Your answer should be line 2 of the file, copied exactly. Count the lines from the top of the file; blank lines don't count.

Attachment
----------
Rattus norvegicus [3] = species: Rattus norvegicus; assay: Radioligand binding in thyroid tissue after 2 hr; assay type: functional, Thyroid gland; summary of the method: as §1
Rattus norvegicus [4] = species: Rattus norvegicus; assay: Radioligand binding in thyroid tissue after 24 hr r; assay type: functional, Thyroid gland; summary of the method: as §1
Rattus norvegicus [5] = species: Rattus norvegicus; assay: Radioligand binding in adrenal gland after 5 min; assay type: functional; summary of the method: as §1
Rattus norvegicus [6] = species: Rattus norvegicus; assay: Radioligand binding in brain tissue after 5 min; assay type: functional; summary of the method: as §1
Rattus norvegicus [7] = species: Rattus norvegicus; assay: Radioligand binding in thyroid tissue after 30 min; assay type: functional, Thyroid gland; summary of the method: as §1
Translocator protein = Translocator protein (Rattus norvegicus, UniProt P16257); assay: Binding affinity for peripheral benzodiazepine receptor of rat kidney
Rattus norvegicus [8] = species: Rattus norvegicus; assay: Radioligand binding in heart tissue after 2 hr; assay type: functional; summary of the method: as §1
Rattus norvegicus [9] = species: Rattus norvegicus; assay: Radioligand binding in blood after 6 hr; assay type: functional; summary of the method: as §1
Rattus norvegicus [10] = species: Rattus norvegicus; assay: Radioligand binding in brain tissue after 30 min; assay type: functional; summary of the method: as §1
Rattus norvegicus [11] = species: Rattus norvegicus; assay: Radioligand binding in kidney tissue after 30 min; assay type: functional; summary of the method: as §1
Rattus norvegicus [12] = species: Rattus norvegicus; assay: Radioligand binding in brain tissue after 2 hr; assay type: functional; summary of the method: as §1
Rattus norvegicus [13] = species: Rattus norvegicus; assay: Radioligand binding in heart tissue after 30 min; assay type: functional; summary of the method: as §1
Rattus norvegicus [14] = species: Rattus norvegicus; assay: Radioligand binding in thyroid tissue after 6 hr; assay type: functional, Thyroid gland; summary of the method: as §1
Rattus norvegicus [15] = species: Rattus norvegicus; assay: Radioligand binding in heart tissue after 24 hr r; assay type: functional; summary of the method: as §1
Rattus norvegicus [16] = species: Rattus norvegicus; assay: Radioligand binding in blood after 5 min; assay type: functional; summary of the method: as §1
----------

Rattus norvegicus [4] = species: Rattus norvegicus; assay: Radioligand binding in thyroid tissue after 24 hr r; assay type: functional, Thyroid gland; summary of the method: as §1